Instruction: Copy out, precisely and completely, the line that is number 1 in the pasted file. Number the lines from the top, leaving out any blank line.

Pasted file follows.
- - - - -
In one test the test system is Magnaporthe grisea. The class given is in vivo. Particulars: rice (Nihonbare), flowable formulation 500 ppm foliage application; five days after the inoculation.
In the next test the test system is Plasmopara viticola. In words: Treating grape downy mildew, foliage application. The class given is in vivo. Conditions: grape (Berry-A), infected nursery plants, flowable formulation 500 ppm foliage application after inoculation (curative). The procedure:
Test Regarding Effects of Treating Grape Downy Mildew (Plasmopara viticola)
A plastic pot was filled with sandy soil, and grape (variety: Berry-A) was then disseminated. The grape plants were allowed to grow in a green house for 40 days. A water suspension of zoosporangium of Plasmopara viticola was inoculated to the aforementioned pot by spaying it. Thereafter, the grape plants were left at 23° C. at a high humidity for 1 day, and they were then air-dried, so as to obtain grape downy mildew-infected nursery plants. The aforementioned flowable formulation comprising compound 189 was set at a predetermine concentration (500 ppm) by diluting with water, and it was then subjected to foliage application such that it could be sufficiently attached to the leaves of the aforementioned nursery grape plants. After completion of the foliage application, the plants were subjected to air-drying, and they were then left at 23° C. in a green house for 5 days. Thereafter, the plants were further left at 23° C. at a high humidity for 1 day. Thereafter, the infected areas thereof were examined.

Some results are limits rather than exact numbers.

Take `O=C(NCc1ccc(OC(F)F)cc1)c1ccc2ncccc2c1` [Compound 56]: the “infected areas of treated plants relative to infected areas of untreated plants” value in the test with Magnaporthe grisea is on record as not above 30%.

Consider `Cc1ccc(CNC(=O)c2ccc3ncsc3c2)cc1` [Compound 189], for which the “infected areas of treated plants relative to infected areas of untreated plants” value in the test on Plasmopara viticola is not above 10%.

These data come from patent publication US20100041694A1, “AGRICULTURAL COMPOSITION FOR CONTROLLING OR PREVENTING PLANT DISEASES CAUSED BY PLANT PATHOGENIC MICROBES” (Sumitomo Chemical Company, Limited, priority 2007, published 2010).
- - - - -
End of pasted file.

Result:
In one test the test system is Magnaporthe grisea. The class given is in vivo. Particulars: rice (Nihonbare), flowable formulation 500 ppm foliage application; five days after the inoculation.